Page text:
The Energy Department, which monitors the groundwater, says it’s confident its unlined waste trenches prevent radioactivity from leaching down to the top layer of aquifers 700 to 1,700 feet below the surface. The probabilities, DiSanza said, are “extremely, extremely low” because the area gets only five inches of rainfall annually, not enough to drive the radiation deep below the thick sediment and volcanic rock under the disposal site. DiSanza isn’t sold on the usefulness of linings for low-level waste cells, saying they might not last as long as the radioactivity in the waste or they might trap water, which could actually force the waste toward groundwater. “I say we have 700 feet of natural alluvial lining,” he said.
Vinson Guthreau, spokesman for the state Environmental Protection Division, said his agency hasn’t found evidence of waste dump seepage affecting groundwater. “Unlined doesn’t mean unsafe,” Guthreau said, adding that federal law requires the Energy Department to make sure that radioactivity doesn’t migrate from the dumps.
But Diane D’Arrigo, radioactive waste project director for the Nuclear Information and Resource Service in Takoma Park, Md., an advocacy group opposed to nuclear power, said the Energy Department doesn’t line its low-level waste pits because it wants to save money.
“It’s what they’ve done since the beginning of the atomic age,” she said. “They stick it in a ditch, and they’re done with it. What would make more sense is to containerize it in a way where we’re not leaving it in leaky trenches and ditches for future generations.”
Strolin said the state “has always had concerns” about the possibility the waste would seep into groundwater.
“The Department of Energy has always assured us that the water table is so deep and that any seepage would be so slow it would take thousands of years to reach the water table,” he said. “We say the jury is still out on that.”
Years ago there were fears about potential groundwater contamination from nuclear waste that was stored in unlined trenches at a commercial low-level waste site in Beatty, up the road from the National Security Site. That site was closed by the state in 1993 in a dispute with operator US Ecology over hazardous waste disposal fees.
When the U.S. Geological Survey conducted underground tests near the dump in 1994, scientists taking gas samples found radioactive tritium 357 feet below the surface, not far from an aquifer. That the radiation had traveled to such a depth in just 30 years caught them by surprise.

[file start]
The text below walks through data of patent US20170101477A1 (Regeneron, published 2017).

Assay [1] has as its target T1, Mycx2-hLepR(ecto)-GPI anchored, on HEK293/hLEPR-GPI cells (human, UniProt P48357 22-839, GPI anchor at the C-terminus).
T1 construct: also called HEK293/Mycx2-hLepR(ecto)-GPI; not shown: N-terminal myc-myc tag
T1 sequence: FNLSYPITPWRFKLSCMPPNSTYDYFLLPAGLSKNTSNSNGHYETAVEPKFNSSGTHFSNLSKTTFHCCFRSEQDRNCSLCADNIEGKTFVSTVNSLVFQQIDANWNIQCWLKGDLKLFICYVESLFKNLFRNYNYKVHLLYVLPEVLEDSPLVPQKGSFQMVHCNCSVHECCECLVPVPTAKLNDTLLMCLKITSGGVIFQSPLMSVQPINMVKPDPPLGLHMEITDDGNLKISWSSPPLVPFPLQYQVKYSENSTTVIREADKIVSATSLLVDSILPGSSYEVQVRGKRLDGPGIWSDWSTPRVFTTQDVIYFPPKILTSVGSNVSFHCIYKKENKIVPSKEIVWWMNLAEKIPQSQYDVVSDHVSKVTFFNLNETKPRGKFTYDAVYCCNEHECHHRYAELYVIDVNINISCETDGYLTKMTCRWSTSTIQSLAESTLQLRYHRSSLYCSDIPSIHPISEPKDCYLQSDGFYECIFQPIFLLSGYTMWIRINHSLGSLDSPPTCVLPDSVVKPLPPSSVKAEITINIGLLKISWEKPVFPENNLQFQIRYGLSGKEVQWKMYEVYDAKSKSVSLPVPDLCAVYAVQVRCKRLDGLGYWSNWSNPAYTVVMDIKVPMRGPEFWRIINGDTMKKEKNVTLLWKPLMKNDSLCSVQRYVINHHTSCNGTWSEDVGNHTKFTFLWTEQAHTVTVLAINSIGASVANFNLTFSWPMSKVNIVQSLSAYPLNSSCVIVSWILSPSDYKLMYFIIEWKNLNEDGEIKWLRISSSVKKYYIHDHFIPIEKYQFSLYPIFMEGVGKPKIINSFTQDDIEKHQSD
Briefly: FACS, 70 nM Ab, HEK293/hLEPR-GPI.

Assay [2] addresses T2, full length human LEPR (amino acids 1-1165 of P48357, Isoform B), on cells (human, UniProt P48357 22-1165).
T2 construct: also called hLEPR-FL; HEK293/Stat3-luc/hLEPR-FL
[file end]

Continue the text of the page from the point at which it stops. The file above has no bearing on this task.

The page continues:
Scientist David Prudic, who helped conduct the tests and is now an adjunct professor at UNR, said his latest readings in 2003 showed the radioactive levels had tapered off. Still, he said it is possible radioactive gases from the shuttered dump could reach groundwater, although it could take decades.
But he’s not convinced that waste at the National Security Site will have much effect on groundwater contamination there.
“I suspect that if there was contamination, it would be very small compared to the tests.”
It was partly over concern about groundwater contamination that Cortez Masto pressed for a new environmental impact statement that covers the National Security Site, neighboring Nellis Air Force Range and Yucca Mountain. She said the document should update groundwater contamination and waste disposal activities from the last study in 1996.
“The full extent of such contamination is only partially understood,” Cortez Masto’s office stated in 2009 remarks about the proposed environmental impact statement.
Her office insisted the Energy Department calculate where contaminated groundwater is likely to flow beyond the National Security Site and over what period of time. The state also wants the department to develop plans to protect people and the environment from contaminated groundwater.
Even if all groundwater contamination is identified, the Energy Department has said there is no known method for getting rid of its radioactivity. If the contamination reaches a drinking water source, it said its only option would be to “coordinate with the state of Nevada to shut down the well and pursue an alternate water supply.”
But Susan Corbett, South Carolina-based chairwoman of the National Sierra Club Nuclear Issues Activist Team, said all doubts about possible groundwater contamination from low-level waste could be removed if the waste was housed above ground, where it could be monitored. If breaches occur, she said they could be addressed there rather than risk the chance that the radioactivity will leach into groundwater. But she conceded that’s a pricey alternative unlikely to occur.
“In some ways, low-level waste is worse because it doesn’t get handled as carefully as high-level waste,” Corbett said. “There’s no good solution to handling this stuff. We’ve created a monster.”